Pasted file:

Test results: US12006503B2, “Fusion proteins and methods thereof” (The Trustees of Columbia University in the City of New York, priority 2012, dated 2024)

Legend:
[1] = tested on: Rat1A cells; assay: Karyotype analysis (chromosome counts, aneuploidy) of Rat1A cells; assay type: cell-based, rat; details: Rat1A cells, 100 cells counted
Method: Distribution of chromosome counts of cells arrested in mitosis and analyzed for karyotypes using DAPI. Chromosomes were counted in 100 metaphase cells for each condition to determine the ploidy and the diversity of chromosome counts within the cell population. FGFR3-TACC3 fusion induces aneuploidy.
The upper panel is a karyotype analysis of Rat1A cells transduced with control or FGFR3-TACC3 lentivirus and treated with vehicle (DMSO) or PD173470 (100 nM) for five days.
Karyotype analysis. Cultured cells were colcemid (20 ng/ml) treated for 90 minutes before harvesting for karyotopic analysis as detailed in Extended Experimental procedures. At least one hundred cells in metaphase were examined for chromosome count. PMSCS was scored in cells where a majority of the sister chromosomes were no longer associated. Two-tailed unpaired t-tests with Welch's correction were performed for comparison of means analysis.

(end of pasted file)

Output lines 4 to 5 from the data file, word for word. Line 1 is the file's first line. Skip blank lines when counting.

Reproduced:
Method: Distribution of chromosome counts of cells arrested in mitosis and analyzed for karyotypes using DAPI. Chromosomes were counted in 100 metaphase cells for each condition to determine the ploidy and the diversity of chromosome counts within the cell population. FGFR3-TACC3 fusion induces aneuploidy.
The upper panel is a karyotype analysis of Rat1A cells transduced with control or FGFR3-TACC3 lentivirus and treated with vehicle (DMSO) or PD173470 (100 nM) for five days.